Skills and Attributes Needed for Success in Accounting Career: Do Employers’ Expectations Fit with Students’ Perceptions? Evidence from Tunisia

  •  Mohamed Faker Klibi    
  •  Ahmed Atef Oussii    


Purpose – The aim of this article is to examine perceptions and expectations of two major stakeholders: students
and employers of the importance of skills and attributes for securing entry-level employment in accounting.
Design/methodology/approach – The authors conduct an empirical study using a list of 78 items, starting by
comparing employers’ expectations with students’ perceptions concerning the set of technical and non technical
skills required from accounting graduates to pursue a career in the accounting profession This study involving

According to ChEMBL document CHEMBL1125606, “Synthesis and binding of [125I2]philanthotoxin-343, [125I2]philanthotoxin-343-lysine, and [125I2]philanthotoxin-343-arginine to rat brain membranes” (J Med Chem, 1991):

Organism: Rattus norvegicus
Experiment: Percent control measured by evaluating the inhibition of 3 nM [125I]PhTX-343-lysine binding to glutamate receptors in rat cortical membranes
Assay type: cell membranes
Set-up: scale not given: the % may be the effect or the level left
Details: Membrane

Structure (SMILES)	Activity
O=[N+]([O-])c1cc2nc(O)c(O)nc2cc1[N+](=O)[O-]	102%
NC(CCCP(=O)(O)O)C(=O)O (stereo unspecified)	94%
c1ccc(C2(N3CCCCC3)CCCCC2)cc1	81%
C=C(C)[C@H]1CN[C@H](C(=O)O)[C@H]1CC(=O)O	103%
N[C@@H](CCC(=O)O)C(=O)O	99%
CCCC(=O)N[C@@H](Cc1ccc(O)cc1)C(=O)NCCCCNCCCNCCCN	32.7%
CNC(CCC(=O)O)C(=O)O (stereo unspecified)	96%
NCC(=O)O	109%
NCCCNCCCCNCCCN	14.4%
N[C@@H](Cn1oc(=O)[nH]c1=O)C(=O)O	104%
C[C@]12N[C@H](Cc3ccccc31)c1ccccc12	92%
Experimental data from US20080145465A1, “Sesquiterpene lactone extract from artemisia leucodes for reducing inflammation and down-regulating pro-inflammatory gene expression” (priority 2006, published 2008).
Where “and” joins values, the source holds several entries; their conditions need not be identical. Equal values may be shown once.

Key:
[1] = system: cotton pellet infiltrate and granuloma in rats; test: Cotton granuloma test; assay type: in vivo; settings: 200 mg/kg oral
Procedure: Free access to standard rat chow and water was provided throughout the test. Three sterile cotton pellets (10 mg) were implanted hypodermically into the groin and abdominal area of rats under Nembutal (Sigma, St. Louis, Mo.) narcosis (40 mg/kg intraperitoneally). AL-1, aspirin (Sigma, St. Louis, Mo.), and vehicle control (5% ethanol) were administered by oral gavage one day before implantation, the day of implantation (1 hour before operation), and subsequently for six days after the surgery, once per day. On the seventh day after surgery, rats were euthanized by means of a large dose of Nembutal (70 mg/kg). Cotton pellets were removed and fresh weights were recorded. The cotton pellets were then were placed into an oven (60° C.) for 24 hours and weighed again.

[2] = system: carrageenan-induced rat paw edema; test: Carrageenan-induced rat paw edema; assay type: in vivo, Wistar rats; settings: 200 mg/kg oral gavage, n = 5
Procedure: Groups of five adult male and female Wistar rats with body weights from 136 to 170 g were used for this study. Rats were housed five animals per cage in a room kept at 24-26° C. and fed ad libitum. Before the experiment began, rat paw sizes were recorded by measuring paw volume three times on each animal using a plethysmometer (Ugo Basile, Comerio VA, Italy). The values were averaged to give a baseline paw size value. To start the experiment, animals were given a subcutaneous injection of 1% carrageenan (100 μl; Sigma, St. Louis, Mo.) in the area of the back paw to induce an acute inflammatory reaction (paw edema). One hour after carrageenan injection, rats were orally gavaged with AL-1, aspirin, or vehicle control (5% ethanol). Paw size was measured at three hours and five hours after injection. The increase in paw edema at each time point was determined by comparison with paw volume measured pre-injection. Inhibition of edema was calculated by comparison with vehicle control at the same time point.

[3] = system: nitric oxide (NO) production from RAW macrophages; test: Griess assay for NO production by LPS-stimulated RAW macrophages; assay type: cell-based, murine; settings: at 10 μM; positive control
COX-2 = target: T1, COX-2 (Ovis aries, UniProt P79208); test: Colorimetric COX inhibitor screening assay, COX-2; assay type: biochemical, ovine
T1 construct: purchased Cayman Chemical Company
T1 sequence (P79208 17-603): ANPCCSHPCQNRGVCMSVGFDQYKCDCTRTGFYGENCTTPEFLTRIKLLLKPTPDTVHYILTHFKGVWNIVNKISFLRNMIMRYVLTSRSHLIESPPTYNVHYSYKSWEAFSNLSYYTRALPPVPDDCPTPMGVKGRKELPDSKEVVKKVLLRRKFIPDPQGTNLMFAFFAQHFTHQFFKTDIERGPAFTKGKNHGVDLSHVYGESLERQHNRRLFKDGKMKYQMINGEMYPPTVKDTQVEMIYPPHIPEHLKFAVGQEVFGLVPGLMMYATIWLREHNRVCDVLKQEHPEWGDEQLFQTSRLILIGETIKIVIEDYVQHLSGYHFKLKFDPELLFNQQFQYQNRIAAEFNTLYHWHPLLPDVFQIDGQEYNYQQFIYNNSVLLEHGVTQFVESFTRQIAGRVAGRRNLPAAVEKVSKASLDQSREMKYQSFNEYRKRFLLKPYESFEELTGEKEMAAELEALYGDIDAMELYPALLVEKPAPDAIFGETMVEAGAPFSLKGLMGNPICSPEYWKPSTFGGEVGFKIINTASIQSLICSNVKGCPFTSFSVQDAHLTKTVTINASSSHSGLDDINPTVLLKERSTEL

data collection from 81 accounting students in five business schools in Tunisia and 48 practitioners.
Findings – Findings indicate that employers are seeking graduates who possess a diverse range of non-technical
skills. However, accounting students perceive that it is rather technical skills which determine their abilities to
pursue a career in the accounting profession.
Practical implications – The paper’s findings are of interest to several different parties, primarily the
professional accounting body, universities and students.
Originality/value – The paper describes an empirical study, conducted on a developing country, which provides
a better understanding of new skills expected for future accountants in this changing business environment. The
paper constitutes also a meaningful contribution to the accounting education literature, as it examines an
interesting subject that has not yet been investigated in the Tunisian context.

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